Attitudes towards and impacts of household chemicals

SAS publishes Barriers to Green Buying: Household Chemicals. A report exploring the attitudes of the UK public to chemicals in household products and measured awareness of their environmental impacts.


New sewage disposal report

SAS publishes A Green Blue Print For Sewage Sludge Disposal. This report analyses sewage sludge production in the south west of England and the best practicable and environmentally sustainable options for its disposal.


SAS investigates toxic chemicals in ship's cargo

The bulk carrier RMS Mulheim ran aground close to Lands End, spilling its cargo of scrap car parts. Investigations by SAS resulted in the discovery of many toxic chemicals contained within the cargo including PCBs. Thanks to SAS’s robust campaigning on this the owners were prosecuted and fined for breaching the International Safety Management Code.


Lack of information for UK bathing waters

SAS publishes There’s No Such Thing As Too Much Information. A report examining the lack of information provision concerning water quality at UK bathing waters and providing solutions for real-time improved signage that allows recreational water users to make more informed decisions about where and when they use a body of water.


House of Commons demo

The House of Commons was the target of an SAS demo made up of over 150 wetsuited water users, calling for the UK Government to back a new, revised Bathing Water Directive.


1990 - 2000

Led by founding member Chris Hines MBE, SAS blitzed the UK’s newswires with hard-hitting actions that saw sandy footprints enter the corridors of political power for the first time. Initial media coverage was quickly followed by the first wetsuited and gas-masked hit squad demo at the South West Water’s exhibition at the Royal Cornwall Show, which involved the handing out beach pollution fact sheets.

In the following months, the campaign had spread nationally to other sewage hotspots such as Brighton and, with a joint action teaming up with Langland Boardriders concerning the dumping of toxic waste, began to other marine pollution issues apart from sewage. By the end of the year, just seven months after its inception, SAS had achieved a membership of 2,000 and had gained extensive press, radio, terrestrial and satellite coverage.

The following year saw the campaign message being taken to Westminster, complete with the now standard surfboards, wetsuits and gas masks. This resulted in the announcement that funding would be granted for health studies in five locations in the UK; the first SAS victory The next few years saw SAS put pressure on water company investors and OFWAT, as well as the water companies themselves. Welsh Water became the first water company to be praised by SAS when they adopted a full sewage treatment policy for all coastal and estuarine discharges.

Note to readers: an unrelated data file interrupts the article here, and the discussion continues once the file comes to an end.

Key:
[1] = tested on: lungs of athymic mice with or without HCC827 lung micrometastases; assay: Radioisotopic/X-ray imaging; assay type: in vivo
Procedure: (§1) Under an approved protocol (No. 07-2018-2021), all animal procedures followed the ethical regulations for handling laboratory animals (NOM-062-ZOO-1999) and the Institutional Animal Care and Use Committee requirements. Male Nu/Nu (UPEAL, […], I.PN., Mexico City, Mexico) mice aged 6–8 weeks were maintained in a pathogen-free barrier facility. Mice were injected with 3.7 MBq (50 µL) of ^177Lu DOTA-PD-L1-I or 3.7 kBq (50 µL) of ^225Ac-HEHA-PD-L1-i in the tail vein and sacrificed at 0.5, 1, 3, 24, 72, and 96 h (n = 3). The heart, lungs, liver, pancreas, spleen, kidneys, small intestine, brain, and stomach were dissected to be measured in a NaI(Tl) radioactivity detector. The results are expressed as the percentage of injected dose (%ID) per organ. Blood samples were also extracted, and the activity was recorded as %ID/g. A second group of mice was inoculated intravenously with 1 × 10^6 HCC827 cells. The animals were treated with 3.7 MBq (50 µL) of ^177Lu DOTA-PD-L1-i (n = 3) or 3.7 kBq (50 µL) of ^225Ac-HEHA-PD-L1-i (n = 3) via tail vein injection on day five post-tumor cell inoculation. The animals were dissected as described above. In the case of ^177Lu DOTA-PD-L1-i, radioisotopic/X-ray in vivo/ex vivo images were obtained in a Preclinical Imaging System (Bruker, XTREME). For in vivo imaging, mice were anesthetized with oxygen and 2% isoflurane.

The first of several SAS-supported legal cases gained support from a leading virology expert who agreed that ingestion of sewage contaminated seawater was the probable route of infection. On the back of this, a medical database was set up by SAS to record cases of water users who had become ill after exposure to polluted seawater.

SAS began to be accepted by industry and policy makers as experts in the field, resulting in being asked to meet and give evidence at the House of Lords, the European Parliament and the European Commission.

1995 saw the results of an 18-month long Astrovirus study published proving the health risk of entering sewage contaminated waters and the start of a 2-year long investigation into the incidence of hepatitis A in surfers. The year also saw the opening of several full treatment works (including UV disinfection), one at Criccieth in North Wales and one on the island of Jersey.

The initial campaign contributed to the pressure on water companies to invest approximately £5 billion in sewerage infrastructures, and a dramatic improvement in the cleanliness of our oceans and rivers.


Founded on the 10th May 1990

Surfers Against Sewage was started after a public meeting by a group of surfers who were literally sick of surfing in the sewage polluted waters of three local beaches (St. Agnes, Chapel Porth and Porthtowan) and equally exasperated by the National Rivers Authorities (now the Environment Agency) and the newly privatised water company’s apathy and disinterest with the problem.